Controlable Powered LED Array?

Hi All,

I'm new to all this, but pretty quick to learn. I'm going to assume this is a n00b question, but I can't for the life of me find anything that explains my query! :frowning:

Before I start; I'm not too interested in controlling each LED individually, so I'm assuming I don't need a shift register (don't know how to use one yet anyway). I just need to be able to control an array of LEDs as a single unit.

I want to create a simple 20 x RGB LED array spotlight with PVM.

I've written a small code to control a single RGB LED with onboard digital pin PVM, mixing the colours, all fine.

I also know that a bunch of LEDs in series require a higher voltage. I can connect these directly to 12v (for example, with the correct resistor) and have them all light up nicely.

The digital pins on my Arduino Uno board don't output 12v however... so how do I get 12v to my LED array VIA the Arduino so I can control it??

PVM? You mean PWM! Try the Arduino website for examples of driving high voltage loads - any of the relay driving circuits would work for LED chains and you can skip the free-wheel diode. There are also constant-current high-voltage LED driver chips available these days. Just look out for power dissipation issues in the drivers and resistors.

PWM! Yes, that's what I meant! I wonder where I got PVM from... :B

So I'd need a relay? I DID wonder... but I'd be wanting to do PWM over it too... would a relay be fast enough? My knowledge of relays are of those found in cars.. big clicky things... :S

Heat issues, also well noted. :slight_smile:

No you don't need a relay - I'm just saying that a circuit that drives a relay can be adapted to drive LEDs - especially if 12V is involved.

Look at this schemtic where I have 20 LEDs turned on by 1 transistor in the upper right corner. That's what you need.
Strings of LEDs connected in parallel. 12V in, thru each string, to transistor Collector, Emitter connected to ground, Arduino output pin to a resistor to Base of transistor.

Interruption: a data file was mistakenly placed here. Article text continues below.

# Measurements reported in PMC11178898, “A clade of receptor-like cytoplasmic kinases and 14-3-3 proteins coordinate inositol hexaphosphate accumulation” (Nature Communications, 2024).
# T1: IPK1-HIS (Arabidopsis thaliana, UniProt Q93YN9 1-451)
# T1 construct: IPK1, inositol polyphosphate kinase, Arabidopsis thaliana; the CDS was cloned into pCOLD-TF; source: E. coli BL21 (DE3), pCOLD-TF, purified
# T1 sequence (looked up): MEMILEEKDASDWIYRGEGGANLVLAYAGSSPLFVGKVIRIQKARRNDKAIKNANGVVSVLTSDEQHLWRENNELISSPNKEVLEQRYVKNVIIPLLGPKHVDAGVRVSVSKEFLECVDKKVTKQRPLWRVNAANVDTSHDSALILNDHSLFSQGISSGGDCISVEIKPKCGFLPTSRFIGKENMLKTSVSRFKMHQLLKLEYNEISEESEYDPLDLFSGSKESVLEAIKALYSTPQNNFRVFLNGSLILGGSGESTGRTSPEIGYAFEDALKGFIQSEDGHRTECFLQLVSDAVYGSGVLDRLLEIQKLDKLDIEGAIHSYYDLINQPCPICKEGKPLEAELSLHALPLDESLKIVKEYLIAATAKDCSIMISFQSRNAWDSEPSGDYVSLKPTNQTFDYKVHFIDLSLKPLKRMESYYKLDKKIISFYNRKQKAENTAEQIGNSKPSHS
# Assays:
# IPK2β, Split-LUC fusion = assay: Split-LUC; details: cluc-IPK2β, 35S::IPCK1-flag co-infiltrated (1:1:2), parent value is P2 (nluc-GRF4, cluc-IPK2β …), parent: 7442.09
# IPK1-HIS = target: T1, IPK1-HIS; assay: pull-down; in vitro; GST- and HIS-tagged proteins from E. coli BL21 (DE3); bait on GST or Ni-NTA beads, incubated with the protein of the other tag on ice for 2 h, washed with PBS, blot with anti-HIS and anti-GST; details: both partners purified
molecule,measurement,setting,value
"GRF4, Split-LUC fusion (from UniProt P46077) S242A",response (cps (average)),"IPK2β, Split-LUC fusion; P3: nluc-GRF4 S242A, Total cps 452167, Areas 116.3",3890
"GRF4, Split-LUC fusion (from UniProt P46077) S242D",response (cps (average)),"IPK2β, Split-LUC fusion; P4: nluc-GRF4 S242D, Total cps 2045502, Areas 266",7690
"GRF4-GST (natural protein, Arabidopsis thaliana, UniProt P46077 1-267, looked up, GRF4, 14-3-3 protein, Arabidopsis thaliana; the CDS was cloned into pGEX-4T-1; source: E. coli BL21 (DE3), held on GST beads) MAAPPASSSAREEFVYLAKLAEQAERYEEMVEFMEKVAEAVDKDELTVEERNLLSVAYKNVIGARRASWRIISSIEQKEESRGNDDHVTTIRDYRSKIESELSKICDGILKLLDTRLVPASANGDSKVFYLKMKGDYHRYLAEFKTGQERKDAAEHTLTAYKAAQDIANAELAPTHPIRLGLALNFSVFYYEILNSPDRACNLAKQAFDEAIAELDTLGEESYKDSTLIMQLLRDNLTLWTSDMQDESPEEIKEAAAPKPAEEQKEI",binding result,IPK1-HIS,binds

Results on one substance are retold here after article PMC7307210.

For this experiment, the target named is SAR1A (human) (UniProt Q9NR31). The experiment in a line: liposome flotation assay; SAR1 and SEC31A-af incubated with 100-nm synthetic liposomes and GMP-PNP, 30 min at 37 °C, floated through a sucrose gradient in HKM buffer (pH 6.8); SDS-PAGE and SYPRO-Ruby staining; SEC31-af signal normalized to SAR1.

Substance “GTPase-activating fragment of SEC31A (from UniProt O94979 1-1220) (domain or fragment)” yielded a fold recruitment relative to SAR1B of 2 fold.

Ahhhh... transistor! That looks like my missing link! I did always wonder about their exact purpose. :B

So that'll take the output from one of my digital pins, and make / break the 12v circuit on the other two pins accordingly? I assume their spec sheets will indicate max voltage ratings in case I use more power for larger arrays?

Thanks for your advice guys. :smiley:

Yes, drive the other 2 LED leads like this as well.
Assuming you have a common Anode RGB LED - I don't think you said.

Wait a second - you can't wire RGB LEDs in series.

You'd have to wire them all up in parallel - increasing the current required.
So for 20 in parallel, at 20mA max each, that 400mA you have to control.
For 3 colors. Will need a decent power supply if all are on.

Does anyone make RGB LEDs without a common Anode or Cathode? Then you could connect the colors individually in series.

I'd advise to use ULN2003
You can find data on it:
And example in my project -):

where I used it with +12V power.

ULN2003 is a good solution to drive multiple parallel colors in the RGB LEDs.
1 part, 3 current limit resistors, vs 3 transistors, 3 base resistors, 3 current limit resistors.

Of course! You can't use RGB LEDs in series... the ones I have are common cathode.

I think I'm going to need to dig up an old laptop PSU! 1.2A for 20 RGB LEDs, right? (assuming all 3 diodes are on for white - 20mA x 3 diodes x 20 units) and I'm actually planning on having 2 of these 20 LED arrays.

Also, CrossRoads, what're you using to draw your schematics?

I use the software from I find it very easy to use.
To post here, I do a screen capture, paste into powerpoint, save as .jpg.
Sometimes crop down to size, and resize, using Office Picture Manager.
Since the parts are generic, they don't have footprints tied to them for making layouts like eagle does, but we are generally not discussing layouts here. Is also pretty easy to make a new symbol if needed, or to change & save an existing one.
I have several done up to represent a generic 328 arduino and a promini.

I haven't tried the PNP transistor approach to controlling current (am still working my way thru a small drawer full of NPN transistors).

Ok! I think I've got it...

So I'm gonna grab myself a ULN2003 for the darlington pairs... but basically this is what I have so far.

This is for a single colour LED array and the 'H' representing the High and Low input from the Arduino.

I'm getting all LEDs lit on a High signal, and none of them lit when it gets a Low signal, so... it appears to work.

I'm going to assume too that this will be quick enough for PWM?

It's not correct, you have to add up two resistors, one serial to
base first transistor (input), and second in collector line the same first transistor.
This is why ULN2003 was broght to light, to save time on
calculus value two R's, and time for soldering 4 elements together.

Your depiction of the ULN2003 driver is not correct.

You guys are very patient. :slight_smile:

How far off am I now? :stuck_out_tongue:

I did the same here, just using a single transistor.
The ULN parts sure make it convenient.